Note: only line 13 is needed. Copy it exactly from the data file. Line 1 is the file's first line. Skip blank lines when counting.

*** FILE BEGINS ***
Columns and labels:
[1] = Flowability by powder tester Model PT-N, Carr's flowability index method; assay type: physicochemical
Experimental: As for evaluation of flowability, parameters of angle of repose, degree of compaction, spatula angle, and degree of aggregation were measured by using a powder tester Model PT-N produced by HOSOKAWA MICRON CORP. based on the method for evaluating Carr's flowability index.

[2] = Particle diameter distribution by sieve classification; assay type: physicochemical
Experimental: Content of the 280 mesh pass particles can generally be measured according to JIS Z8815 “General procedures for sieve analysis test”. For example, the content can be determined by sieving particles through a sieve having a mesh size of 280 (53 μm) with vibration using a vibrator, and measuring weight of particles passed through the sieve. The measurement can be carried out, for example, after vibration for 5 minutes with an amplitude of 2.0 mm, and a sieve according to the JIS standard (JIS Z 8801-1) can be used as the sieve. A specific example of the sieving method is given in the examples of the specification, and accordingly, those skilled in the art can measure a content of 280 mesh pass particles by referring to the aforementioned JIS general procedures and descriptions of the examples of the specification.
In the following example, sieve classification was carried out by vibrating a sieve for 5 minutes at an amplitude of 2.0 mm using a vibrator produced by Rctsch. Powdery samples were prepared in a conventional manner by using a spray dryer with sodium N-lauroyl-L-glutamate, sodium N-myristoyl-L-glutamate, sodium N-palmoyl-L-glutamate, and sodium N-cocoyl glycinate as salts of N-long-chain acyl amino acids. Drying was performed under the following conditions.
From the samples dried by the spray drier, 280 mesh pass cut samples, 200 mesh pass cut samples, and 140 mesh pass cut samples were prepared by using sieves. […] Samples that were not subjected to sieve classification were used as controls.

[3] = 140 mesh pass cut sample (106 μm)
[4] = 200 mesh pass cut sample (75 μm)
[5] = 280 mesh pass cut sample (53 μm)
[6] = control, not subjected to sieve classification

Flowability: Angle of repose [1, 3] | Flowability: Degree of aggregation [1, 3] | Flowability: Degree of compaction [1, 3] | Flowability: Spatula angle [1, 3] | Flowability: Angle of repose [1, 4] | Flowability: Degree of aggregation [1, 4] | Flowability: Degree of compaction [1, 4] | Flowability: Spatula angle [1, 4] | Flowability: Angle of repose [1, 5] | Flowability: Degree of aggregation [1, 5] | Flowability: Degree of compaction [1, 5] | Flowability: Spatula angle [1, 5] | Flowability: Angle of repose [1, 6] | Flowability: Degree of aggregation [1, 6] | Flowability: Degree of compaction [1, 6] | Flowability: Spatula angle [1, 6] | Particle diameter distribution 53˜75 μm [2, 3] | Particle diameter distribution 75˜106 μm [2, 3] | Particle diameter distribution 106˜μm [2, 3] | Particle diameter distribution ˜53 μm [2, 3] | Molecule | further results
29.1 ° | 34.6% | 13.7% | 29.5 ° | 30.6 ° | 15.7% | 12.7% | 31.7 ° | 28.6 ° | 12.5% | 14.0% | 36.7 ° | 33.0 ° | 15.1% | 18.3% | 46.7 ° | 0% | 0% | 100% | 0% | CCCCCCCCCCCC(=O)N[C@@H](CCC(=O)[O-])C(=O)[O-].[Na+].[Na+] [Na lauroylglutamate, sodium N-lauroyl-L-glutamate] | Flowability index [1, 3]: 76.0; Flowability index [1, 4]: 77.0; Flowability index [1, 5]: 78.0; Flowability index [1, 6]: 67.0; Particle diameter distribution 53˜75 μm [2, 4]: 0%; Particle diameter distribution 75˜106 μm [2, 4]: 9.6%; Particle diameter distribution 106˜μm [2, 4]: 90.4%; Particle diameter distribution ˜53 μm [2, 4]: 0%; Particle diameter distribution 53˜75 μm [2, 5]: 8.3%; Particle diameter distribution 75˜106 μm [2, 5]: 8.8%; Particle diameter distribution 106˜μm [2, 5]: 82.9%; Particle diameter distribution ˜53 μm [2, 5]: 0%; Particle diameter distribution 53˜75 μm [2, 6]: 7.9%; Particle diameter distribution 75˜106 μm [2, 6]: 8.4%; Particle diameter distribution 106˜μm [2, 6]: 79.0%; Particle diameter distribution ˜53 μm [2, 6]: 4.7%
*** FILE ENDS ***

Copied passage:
29.1 ° | 34.6% | 13.7% | 29.5 ° | 30.6 ° | 15.7% | 12.7% | 31.7 ° | 28.6 ° | 12.5% | 14.0% | 36.7 ° | 33.0 ° | 15.1% | 18.3% | 46.7 ° | 0% | 0% | 100% | 0% | CCCCCCCCCCCC(=O)N[C@@H](CCC(=O)[O-])C(=O)[O-].[Na+].[Na+] [Na lauroylglutamate, sodium N-lauroyl-L-glutamate] | Flowability index [1, 3]: 76.0; Flowability index [1, 4]: 77.0; Flowability index [1, 5]: 78.0; Flowability index [1, 6]: 67.0; Particle diameter distribution 53˜75 μm [2, 4]: 0%; Particle diameter distribution 75˜106 μm [2, 4]: 9.6%; Particle diameter distribution 106˜μm [2, 4]: 90.4%; Particle diameter distribution ˜53 μm [2, 4]: 0%; Particle diameter distribution 53˜75 μm [2, 5]: 8.3%; Particle diameter distribution 75˜106 μm [2, 5]: 8.8%; Particle diameter distribution 106˜μm [2, 5]: 82.9%; Particle diameter distribution ˜53 μm [2, 5]: 0%; Particle diameter distribution 53˜75 μm [2, 6]: 7.9%; Particle diameter distribution 75˜106 μm [2, 6]: 8.4%; Particle diameter distribution 106˜μm [2, 6]: 79.0%; Particle diameter distribution ˜53 μm [2, 6]: 4.7%